Shift: SANAA and the New Museum edited by Joseph Grima and Karen Wong
Lars Müller Publishers, 2008
Tadao Ando Modern Art Museum of Fort Worth by Philip Jodidio
These two books on two recent museums by Japanese architects -- 2005's Modern Art Museum of Fort Worth by Tadao Ando and last year's New Museum in New York City by SANAA -- are as different from each other as the buildings and their locales. Where the former's horizontality and repetition relates to its larger and immediate context, the latter's varied verticality relates to its prominent and deeply historical Manhattan site. The books cater, respectively, to a more general, cultured audience and architects in particular.
Even though the Modern's site in Texas outside Dallas is a significant part of its being, it is not as important -- to the architect and the author -- as its location across the street from the Kimbell Art Museum, Louis I. Kahn's masterpiece of concrete and light. The Modern's six parallel bays reiterate the Kimbell's famous ellipsoid vaults, but the differences between the buildings are stronger than this intentional similarity. The scale of Ando's building and its interior spaces is much larger than Kahn's intimate gallery spaces. Additionally, where the Kimbell's relationship to its green site occurs at the front door -- with small internal courtyards helping to make the focus of the museum an introverted one -- the Modern turns its back to its context -- placing a parking lot between it and the Kimbell, of all things -- by focusing on a pond cradled by the six bays and the elliptical cafe.
Jodidio's book includes a lengthy essay on the building and the architect, with extensive quotes from the latter, many taken from curator Michael Auping's Seven Interviews with Tadao Ando, a book highly recommended for insight into Ando's approach to architecture. Jodidio's text is accompanied by numerous photographs and sketches, primarily the former. Auping contributes a section on how he chose art for the primarily non-white-box gallery spaces of Ando's creation. His text illustrates how important the role of the curator is in the success of museum architecture; a museum that doesn't successfully interact with art is not a successful museum.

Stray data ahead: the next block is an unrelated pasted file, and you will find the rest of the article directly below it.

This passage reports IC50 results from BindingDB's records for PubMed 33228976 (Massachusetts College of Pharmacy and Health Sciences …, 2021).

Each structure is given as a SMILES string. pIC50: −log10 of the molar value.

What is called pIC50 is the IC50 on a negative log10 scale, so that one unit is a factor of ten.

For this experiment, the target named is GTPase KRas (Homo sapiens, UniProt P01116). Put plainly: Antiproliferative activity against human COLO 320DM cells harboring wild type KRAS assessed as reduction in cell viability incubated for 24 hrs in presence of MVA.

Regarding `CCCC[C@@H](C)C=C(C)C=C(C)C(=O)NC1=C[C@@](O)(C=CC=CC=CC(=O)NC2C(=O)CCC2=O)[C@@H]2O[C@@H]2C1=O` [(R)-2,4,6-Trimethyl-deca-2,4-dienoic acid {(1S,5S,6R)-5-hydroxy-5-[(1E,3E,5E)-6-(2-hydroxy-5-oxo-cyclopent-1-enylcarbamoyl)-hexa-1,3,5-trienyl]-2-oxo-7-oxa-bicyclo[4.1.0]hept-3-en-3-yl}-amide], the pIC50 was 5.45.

The New Museum, on the other hand, sits in the densely urban context of Manhattan. Here zoning restrictions dictate more than iconic neighbors, though the grit and history of the Bowery is certainly an important aspect of both the New Museum's site selection and the architect's approach to the building's appearance. SANAA's primary design gesture is to shift six stacked boxes, addressing both the site's zoning envelope and the desire for natural sunlight in the galleries. Outside of the main floor's transparent wall, the building closes itself off from its context, layering an aluminum mesh over a white backdrop to create a sometimes shimmering and ethereal skin. This appealing aspect of the design receives a good deal of attention in this book, as do other details, from its "hidden" stair to the small gap between the floor and wall at the building's perimeter. The drawings and description of the latter are a good example of how this book is aimed at architects. Being one, I can admit it's a very interesting read, like hearing about the difficulties that SANAA and the local architects had to deal with, such as the way subtle shifts in the apparently seamless mesh would affect the rest of the building.
The greatest difference between these two books comes across is what both books share, the requisite photographs of their interiors. Where the New Museum's admittedly white-box gallery spaces (the antithesis of Fort Worth's galleries) are presented with museum-goers as well as art, the Modern's galleries are primarily empty. These opposite means of presentation say more about the museum themselves than just the architecture: the empty galleries of the Modern show the importance of the permanent collection and the "site-specific" relationship of the art with the building, while the crowded galleries of the New Museum are in tune with a museum focused on the new that provides a neutral backdrop to the ever-changing exhibitions. The art world has room for both these approaches, and each could exist in the other city, in a different guise, as these two buildings make clear that context is as important as what's inside.